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Bottom line? Soaring obesity rates in state cost all of us

It is no secret that Mississippi has a weight problem. We battle other southern states for the dreadful title of most obese state in the nation, and we usually win. That distinction costs us in terms of health and finance.

Figures from the Mississippi State Department of Health reveal that the national obesity rate is 58% while Mississippi’s is 65%. The state’s men are more obese than the women with 71% of Mississippi men in the obese category compared to 67% nationally, and state women are 60% obese compared to 50% in the U.S.

Among African-Americans in Mississippi, 72% are obese compared to 68% in the U.S. The state’s whites have a 62% obesity rate with 58% nationally, and the Hispanics have a 58% rate compared to 60% nationally.

Billions and billions

William A. Whitehead, M.D., a surgeon with Hattiesburg Clinic, says that obesity nationally is costing us $70 billion annually in medical costs and $30 billion in personal costs along with other indirect costs. Direct medical costs include preventive, diagnostic and treatment services related to obesity. Indirect costs relate to morbidity and mortality costs with morbidity defined as the value of income lost from decreased productivity, restricted activity, absenteeism and bed days. Mortality costs are the value of future income lost by premature death.

The U.S. Department of Health and Human Services estimates that adult obesity cost Mississippi $757 million for the years 1998-2000. During that same time period, the state’s Medicare costs due to obesity were $223 million and $221 in Medicaid costs.

“Obesity often leads to premature death, a lower quality of life and is the single greatest risk factor for multiple diseases including heart disease, hypertension, diabetes, dyslipidemia and cancer,” Whitehead says. “According to the Surgeon General and the Centers for Disease Control and Prevention (CDC), obesity has reached epidemic proportions in the United States for adults and children. Mississippi leads the nation in obesity.”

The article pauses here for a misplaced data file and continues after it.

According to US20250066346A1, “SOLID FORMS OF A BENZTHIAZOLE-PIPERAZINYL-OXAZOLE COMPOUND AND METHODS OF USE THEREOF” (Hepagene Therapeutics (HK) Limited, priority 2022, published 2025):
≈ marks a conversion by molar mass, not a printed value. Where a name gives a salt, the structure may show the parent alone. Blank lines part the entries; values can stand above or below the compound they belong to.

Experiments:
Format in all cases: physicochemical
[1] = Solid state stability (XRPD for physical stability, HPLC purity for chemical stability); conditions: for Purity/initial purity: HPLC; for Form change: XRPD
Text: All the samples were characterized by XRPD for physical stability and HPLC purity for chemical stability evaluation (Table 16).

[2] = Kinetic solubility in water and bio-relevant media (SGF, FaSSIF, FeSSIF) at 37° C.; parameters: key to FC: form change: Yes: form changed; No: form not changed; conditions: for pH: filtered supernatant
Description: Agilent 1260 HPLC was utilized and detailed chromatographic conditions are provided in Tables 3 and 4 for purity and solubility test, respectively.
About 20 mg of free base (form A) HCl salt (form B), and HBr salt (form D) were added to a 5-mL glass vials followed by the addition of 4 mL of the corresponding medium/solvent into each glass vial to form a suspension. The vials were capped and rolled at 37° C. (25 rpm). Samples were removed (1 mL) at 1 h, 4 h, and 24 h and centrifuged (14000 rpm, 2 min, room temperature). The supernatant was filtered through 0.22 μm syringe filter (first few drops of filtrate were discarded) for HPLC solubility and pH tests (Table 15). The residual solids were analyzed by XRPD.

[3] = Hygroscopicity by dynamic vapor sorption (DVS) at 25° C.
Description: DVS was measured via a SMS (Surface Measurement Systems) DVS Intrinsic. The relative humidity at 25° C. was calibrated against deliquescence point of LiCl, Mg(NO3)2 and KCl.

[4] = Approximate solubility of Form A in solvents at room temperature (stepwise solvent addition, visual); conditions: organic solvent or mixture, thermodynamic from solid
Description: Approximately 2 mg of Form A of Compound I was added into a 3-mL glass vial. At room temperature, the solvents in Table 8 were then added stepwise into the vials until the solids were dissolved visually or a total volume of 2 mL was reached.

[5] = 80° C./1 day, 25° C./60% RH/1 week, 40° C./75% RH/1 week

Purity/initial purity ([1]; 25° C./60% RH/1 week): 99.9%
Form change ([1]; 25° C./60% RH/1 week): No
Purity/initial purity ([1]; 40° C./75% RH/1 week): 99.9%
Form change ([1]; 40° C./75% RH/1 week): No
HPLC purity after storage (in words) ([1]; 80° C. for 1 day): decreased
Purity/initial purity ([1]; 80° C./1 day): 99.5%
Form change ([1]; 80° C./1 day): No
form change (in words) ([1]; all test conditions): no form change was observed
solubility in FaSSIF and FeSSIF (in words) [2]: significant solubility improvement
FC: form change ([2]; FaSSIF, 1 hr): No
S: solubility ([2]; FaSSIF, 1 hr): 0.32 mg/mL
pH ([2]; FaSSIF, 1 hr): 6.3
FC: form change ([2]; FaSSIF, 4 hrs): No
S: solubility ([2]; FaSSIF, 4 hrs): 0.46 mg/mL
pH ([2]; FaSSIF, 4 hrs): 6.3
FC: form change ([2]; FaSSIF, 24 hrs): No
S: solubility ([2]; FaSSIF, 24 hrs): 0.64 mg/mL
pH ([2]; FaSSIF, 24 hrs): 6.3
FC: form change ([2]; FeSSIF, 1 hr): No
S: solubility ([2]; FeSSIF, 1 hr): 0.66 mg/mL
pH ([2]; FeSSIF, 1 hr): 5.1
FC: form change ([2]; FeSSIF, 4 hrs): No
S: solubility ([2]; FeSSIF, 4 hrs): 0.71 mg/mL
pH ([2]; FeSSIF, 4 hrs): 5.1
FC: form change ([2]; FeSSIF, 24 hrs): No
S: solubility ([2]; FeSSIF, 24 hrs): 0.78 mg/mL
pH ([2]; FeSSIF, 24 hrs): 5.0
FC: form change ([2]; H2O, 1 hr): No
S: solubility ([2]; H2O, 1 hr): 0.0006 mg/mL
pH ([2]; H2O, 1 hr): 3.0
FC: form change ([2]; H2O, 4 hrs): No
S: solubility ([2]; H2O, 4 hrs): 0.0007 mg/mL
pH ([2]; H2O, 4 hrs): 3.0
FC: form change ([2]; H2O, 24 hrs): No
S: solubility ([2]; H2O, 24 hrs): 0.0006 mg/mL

Whitehead has been performing weight-loss surgery since the 1970s, and feels the benefits are substantial. “For the obese, losing weight adds 15 years expectancy to their lives,” he said. “There is an 80% to 90% chance they won’t become diabetic and they can interact with society and not be outcasts. There’s a huge change in their whole persona.”

Hattiesburg Clinic limits its weight-loss surgery to patients weighing 450 pounds and less. In the U.S., there were 150,000 surgical procedures for weight loss in 2006 compared to 47,000 in 2001. Whitehead says that dramatic increase is a reflection of society.

“We send all of our patients to psychological screening,” he said. “They’ve gotten that way (obese) because of their eating habits and they’re depressed.”

Diet and exercise

Whitehead feels some of the state’s obesity problem is due to hormonal and genetic factors, but a big part of it is environmental. “You can drive down Hardy Street (in Hattiesburg) and see plenty of all-you-can-eat buffets, and when you order at Wendy’s, they want to upsize your order. Lack of exercise is also a big part of it.”

The clinic periodically holds seminars on weight-loss surgery that he says are well attended. The events are free and open to the public.

The CDC says overweight and obese individuals are at increased risk for many disease and health conditions including the following:

• Hypertension

• Osteoarthritis

• Dyslipidemia

• Type two diabetes

• Coronary heart disease

• Stroke

• Gallbladder disease

• Sleep apnea/respiratory problems

• Some cancers (endrometiral, breast and colon).

And the future?

Obesity in Mississippi is not confined to adults. More and more children are becoming obese, too. The state was recently one of 10 states awarded grants in the amount of $100,000 to fight childhood obesity from the National Governors Association Center for Best Practices. The funds will be used to enhance efforts in schools and communities to counteract this problem.

The Mississippi Healthy Students Act requires public schools to provide increased physical activity and health education instruction for students in kindergarten through the eighth grade.

Another state campaign, designed for all ages, is “Let’s Go Walkin’ Mississippi,” which is designed to raise awareness of the benefits of exercise. To date, nearly 23,000 packets and pedometers have been sent to individuals, churches, schools and businesses to encourage healthy choices.

Contact MBJ contributing writer Lynn Lofton at llofton656@aol.com.

About Lynn Lofton

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